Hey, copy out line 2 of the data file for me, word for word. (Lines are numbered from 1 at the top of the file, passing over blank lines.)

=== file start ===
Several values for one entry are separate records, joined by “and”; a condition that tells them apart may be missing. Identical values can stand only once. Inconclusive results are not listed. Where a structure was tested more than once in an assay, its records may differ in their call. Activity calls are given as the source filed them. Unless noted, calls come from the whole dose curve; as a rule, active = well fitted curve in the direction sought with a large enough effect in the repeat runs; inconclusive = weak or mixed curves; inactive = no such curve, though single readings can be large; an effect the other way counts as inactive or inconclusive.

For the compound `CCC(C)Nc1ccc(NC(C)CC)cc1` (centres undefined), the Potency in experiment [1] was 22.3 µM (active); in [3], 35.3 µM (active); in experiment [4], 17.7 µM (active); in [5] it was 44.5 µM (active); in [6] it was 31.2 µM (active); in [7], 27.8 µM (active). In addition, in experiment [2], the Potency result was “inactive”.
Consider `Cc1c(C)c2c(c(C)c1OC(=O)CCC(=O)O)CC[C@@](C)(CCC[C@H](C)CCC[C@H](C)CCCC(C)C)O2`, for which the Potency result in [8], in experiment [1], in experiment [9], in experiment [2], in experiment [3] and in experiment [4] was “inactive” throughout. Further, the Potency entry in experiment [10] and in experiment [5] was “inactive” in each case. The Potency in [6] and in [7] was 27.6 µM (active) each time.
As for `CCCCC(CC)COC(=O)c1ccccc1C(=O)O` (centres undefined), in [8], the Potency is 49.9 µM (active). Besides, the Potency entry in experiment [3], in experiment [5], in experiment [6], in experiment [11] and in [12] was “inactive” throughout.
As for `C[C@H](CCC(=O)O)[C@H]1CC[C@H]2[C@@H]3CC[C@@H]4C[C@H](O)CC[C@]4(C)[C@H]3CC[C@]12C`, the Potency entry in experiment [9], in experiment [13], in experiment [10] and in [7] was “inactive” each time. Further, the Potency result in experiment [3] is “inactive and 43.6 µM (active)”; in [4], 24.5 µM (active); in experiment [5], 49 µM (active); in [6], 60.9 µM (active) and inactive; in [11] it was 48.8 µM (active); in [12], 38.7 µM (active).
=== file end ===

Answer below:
For the compound `CCC(C)Nc1ccc(NC(C)CC)cc1` (centres undefined), the Potency in experiment [1] was 22.3 µM (active); in [3], 35.3 µM (active); in experiment [4], 17.7 µM (active); in [5] it was 44.5 µM (active); in [6] it was 31.2 µM (active); in [7], 27.8 µM (active). In addition, in experiment [2], the Potency result was “inactive”.